General Court of the European Union, Decision of 22 June 2010, T-153/08 ("Communication Equipment")

The General Court of the European Union upheld the OHIM Board of Appeal's finding that the Community design registered for "communications equipment" is invalid for lack of individual character.

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Bosch Security Systems B.V. (Bosch) filed an application for declaration of invalidity, claiming that the Community design was not new and lacked individual character because it was almost identical to an earlier registered International design.

Bosch also submitted a brochure, press cuttings and advertisements showing pictures of a conference unit which Bosch claimed was identical to the international design.

A fundamental requirement of a Community design is individual character, i.e. it shall comprise sufficient differences with respect to earlier designs at the date of filing of the Community design so that it produces a different overall impression on the informed user (Article 6 of the EC Regulation 6/2002 on Community Designs).

The Invalidity Division of OHIM rejected Bosch's application for invalidity holding that due to the differences in the base, the two designs produced a different overall impression on the informed user. On appeal, the OHIM Board of Appeal reversed the decision.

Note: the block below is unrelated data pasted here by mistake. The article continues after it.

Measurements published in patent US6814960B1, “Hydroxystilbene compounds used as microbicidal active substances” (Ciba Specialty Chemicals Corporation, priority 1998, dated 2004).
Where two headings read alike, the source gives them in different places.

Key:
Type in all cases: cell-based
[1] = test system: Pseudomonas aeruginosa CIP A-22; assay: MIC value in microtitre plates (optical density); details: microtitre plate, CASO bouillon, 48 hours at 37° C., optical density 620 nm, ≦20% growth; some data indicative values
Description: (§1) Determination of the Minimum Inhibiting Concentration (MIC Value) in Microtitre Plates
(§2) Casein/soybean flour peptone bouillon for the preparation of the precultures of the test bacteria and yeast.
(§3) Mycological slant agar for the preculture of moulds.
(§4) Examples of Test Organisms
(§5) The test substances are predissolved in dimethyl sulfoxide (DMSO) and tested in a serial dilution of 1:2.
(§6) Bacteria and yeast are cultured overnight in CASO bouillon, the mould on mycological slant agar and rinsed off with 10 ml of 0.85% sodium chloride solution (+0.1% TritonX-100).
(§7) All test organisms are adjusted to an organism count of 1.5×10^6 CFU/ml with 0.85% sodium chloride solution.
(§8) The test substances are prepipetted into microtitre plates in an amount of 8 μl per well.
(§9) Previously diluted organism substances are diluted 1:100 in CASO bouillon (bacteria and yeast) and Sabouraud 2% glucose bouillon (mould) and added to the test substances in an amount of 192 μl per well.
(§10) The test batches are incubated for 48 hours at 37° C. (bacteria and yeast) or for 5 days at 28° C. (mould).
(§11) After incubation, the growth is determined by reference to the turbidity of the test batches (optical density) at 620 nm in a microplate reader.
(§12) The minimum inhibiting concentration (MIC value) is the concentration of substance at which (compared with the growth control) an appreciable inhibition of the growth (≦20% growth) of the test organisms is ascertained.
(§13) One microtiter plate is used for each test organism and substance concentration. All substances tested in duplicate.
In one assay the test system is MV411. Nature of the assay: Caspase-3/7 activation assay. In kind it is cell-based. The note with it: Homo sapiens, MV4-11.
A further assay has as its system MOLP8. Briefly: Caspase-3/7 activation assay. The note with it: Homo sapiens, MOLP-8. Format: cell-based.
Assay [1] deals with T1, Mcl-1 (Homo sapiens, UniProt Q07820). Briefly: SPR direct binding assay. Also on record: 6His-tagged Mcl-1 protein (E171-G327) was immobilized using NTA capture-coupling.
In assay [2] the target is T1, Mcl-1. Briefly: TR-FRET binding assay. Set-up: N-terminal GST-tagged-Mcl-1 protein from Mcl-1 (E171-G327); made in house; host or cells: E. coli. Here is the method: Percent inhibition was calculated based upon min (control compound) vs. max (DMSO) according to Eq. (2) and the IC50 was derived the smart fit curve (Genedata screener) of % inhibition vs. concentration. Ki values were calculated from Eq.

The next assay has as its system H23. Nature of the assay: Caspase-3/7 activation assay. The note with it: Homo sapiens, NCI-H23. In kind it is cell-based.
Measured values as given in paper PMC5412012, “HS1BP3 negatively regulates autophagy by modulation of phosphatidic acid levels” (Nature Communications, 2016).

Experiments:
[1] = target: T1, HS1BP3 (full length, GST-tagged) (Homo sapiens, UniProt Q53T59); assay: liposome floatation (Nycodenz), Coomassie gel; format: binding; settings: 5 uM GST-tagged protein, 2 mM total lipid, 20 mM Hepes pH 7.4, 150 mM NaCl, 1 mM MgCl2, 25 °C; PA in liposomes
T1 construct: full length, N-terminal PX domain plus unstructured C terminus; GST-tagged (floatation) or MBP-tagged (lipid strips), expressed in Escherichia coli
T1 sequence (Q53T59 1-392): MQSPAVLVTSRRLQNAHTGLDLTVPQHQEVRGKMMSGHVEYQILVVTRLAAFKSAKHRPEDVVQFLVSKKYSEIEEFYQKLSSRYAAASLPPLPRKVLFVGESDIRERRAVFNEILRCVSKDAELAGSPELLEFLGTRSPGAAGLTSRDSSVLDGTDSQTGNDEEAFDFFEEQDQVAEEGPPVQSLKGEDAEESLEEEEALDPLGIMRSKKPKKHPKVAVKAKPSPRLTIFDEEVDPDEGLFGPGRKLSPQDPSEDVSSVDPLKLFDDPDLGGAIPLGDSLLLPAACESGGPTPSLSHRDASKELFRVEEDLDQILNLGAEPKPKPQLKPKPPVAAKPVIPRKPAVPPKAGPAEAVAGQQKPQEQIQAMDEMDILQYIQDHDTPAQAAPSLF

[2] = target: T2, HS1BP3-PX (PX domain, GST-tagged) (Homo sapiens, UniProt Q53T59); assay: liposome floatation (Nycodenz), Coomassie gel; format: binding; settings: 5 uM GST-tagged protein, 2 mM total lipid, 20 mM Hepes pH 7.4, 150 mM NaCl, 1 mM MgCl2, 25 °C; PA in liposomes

The General Court of the European Union said that the degree of freedom of the designer of a conference unit was relatively wide. Comparing the designs, the court found that they produced the same overall impression on the informed user. The court remarked that, for the examination of the overall impression, the manner in which the product was used must also be taken into account. Accordingly, the stylized decoration on the lid which remained outside the user's immediate perception when the product was in use was less important and, therefore, insufficient to confer individual character on the Community design.

The court also provided some guidance on the concept of the "informed user." It stated that "informed" suggests a user, who, without being a designer or a technical expert, knows various designs in the sector concerned and has a certain degree of knowledge with regard to the features usually included in such designs. Accordingly, he or she would have a relatively high degree of attention when using them.

As a result, the General Court found that the Community design lacked individual character and was invalid. Consequently it confirmed the decision of the OHIM Board of Appeal.